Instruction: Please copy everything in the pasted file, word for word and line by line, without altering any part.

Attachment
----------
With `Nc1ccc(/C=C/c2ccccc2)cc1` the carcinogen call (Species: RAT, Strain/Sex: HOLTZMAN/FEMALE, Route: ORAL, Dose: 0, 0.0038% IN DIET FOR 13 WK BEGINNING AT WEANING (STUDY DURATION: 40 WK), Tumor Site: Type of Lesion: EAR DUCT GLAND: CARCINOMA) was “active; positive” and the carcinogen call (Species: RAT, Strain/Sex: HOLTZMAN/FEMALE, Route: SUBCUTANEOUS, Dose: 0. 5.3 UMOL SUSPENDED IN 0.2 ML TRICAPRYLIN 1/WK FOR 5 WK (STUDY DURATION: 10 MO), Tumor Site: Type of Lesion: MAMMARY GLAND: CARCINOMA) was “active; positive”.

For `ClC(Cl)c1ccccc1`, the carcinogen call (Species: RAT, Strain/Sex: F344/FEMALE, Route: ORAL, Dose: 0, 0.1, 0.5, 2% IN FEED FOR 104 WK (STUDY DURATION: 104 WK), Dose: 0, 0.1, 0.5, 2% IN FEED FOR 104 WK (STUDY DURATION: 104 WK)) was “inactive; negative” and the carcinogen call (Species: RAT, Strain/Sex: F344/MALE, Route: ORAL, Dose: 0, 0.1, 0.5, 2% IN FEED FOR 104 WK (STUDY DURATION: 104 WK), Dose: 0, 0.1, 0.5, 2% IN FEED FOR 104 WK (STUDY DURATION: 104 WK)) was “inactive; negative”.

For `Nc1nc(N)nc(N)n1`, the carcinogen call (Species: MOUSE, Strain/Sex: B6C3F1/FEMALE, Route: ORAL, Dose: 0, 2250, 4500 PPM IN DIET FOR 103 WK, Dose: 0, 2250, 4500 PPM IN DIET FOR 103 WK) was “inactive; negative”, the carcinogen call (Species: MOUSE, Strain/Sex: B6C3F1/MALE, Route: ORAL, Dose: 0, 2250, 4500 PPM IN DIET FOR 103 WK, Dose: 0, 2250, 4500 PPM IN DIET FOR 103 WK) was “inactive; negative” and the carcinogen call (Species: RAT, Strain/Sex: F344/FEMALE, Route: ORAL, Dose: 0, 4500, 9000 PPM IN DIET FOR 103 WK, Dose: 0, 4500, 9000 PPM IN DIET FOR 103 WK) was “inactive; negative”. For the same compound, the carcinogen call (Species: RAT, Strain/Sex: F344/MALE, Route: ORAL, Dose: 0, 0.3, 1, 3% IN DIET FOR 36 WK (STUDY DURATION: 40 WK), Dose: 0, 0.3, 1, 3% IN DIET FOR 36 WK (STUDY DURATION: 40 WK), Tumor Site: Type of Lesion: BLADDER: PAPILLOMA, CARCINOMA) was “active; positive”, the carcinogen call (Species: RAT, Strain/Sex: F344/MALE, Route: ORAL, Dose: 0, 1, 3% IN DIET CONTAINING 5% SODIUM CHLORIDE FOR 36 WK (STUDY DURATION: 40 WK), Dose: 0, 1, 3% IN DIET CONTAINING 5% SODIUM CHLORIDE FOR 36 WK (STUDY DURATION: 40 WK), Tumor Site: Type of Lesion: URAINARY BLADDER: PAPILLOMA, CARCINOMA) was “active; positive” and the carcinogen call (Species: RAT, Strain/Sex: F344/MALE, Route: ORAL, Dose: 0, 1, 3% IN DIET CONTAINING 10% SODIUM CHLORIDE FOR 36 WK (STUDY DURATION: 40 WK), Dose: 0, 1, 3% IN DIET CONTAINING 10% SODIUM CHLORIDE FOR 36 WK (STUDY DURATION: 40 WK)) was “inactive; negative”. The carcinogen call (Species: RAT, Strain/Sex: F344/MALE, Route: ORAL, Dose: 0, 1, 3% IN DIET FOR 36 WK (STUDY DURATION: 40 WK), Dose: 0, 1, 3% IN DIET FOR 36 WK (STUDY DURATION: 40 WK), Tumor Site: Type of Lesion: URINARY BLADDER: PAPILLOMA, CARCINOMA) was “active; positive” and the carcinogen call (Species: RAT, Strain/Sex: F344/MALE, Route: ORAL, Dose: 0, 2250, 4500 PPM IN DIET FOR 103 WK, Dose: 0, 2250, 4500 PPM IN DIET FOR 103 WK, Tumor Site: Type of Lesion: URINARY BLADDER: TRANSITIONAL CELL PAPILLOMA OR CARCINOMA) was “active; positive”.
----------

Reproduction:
With `Nc1ccc(/C=C/c2ccccc2)cc1` the carcinogen call (Species: RAT, Strain/Sex: HOLTZMAN/FEMALE, Route: ORAL, Dose: 0, 0.0038% IN DIET FOR 13 WK BEGINNING AT WEANING (STUDY DURATION: 40 WK), Tumor Site: Type of Lesion: EAR DUCT GLAND: CARCINOMA) was “active; positive” and the carcinogen call (Species: RAT, Strain/Sex: HOLTZMAN/FEMALE, Route: SUBCUTANEOUS, Dose: 0. 5.3 UMOL SUSPENDED IN 0.2 ML TRICAPRYLIN 1/WK FOR 5 WK (STUDY DURATION: 10 MO), Tumor Site: Type of Lesion: MAMMARY GLAND: CARCINOMA) was “active; positive”.

For `ClC(Cl)c1ccccc1`, the carcinogen call (Species: RAT, Strain/Sex: F344/FEMALE, Route: ORAL, Dose: 0, 0.1, 0.5, 2% IN FEED FOR 104 WK (STUDY DURATION: 104 WK), Dose: 0, 0.1, 0.5, 2% IN FEED FOR 104 WK (STUDY DURATION: 104 WK)) was “inactive; negative” and the carcinogen call (Species: RAT, Strain/Sex: F344/MALE, Route: ORAL, Dose: 0, 0.1, 0.5, 2% IN FEED FOR 104 WK (STUDY DURATION: 104 WK), Dose: 0, 0.1, 0.5, 2% IN FEED FOR 104 WK (STUDY DURATION: 104 WK)) was “inactive; negative”.

For `Nc1nc(N)nc(N)n1`, the carcinogen call (Species: MOUSE, Strain/Sex: B6C3F1/FEMALE, Route: ORAL, Dose: 0, 2250, 4500 PPM IN DIET FOR 103 WK, Dose: 0, 2250, 4500 PPM IN DIET FOR 103 WK) was “inactive; negative”, the carcinogen call (Species: MOUSE, Strain/Sex: B6C3F1/MALE, Route: ORAL, Dose: 0, 2250, 4500 PPM IN DIET FOR 103 WK, Dose: 0, 2250, 4500 PPM IN DIET FOR 103 WK) was “inactive; negative” and the carcinogen call (Species: RAT, Strain/Sex: F344/FEMALE, Route: ORAL, Dose: 0, 4500, 9000 PPM IN DIET FOR 103 WK, Dose: 0, 4500, 9000 PPM IN DIET FOR 103 WK) was “inactive; negative”. For the same compound, the carcinogen call (Species: RAT, Strain/Sex: F344/MALE, Route: ORAL, Dose: 0, 0.3, 1, 3% IN DIET FOR 36 WK (STUDY DURATION: 40 WK), Dose: 0, 0.3, 1, 3% IN DIET FOR 36 WK (STUDY DURATION: 40 WK), Tumor Site: Type of Lesion: BLADDER: PAPILLOMA, CARCINOMA) was “active; positive”, the carcinogen call (Species: RAT, Strain/Sex: F344/MALE, Route: ORAL, Dose: 0, 1, 3% IN DIET CONTAINING 5% SODIUM CHLORIDE FOR 36 WK (STUDY DURATION: 40 WK), Dose: 0, 1, 3% IN DIET CONTAINING 5% SODIUM CHLORIDE FOR 36 WK (STUDY DURATION: 40 WK), Tumor Site: Type of Lesion: URAINARY BLADDER: PAPILLOMA, CARCINOMA) was “active; positive” and the carcinogen call (Species: RAT, Strain/Sex: F344/MALE, Route: ORAL, Dose: 0, 1, 3% IN DIET CONTAINING 10% SODIUM CHLORIDE FOR 36 WK (STUDY DURATION: 40 WK), Dose: 0, 1, 3% IN DIET CONTAINING 10% SODIUM CHLORIDE FOR 36 WK (STUDY DURATION: 40 WK)) was “inactive; negative”. The carcinogen call (Species: RAT, Strain/Sex: F344/MALE, Route: ORAL, Dose: 0, 1, 3% IN DIET FOR 36 WK (STUDY DURATION: 40 WK), Dose: 0, 1, 3% IN DIET FOR 36 WK (STUDY DURATION: 40 WK), Tumor Site: Type of Lesion: URINARY BLADDER: PAPILLOMA, CARCINOMA) was “active; positive” and the carcinogen call (Species: RAT, Strain/Sex: F344/MALE, Route: ORAL, Dose: 0, 2250, 4500 PPM IN DIET FOR 103 WK, Dose: 0, 2250, 4500 PPM IN DIET FOR 103 WK, Tumor Site: Type of Lesion: URINARY BLADDER: TRANSITIONAL CELL PAPILLOMA OR CARCINOMA) was “active; positive”.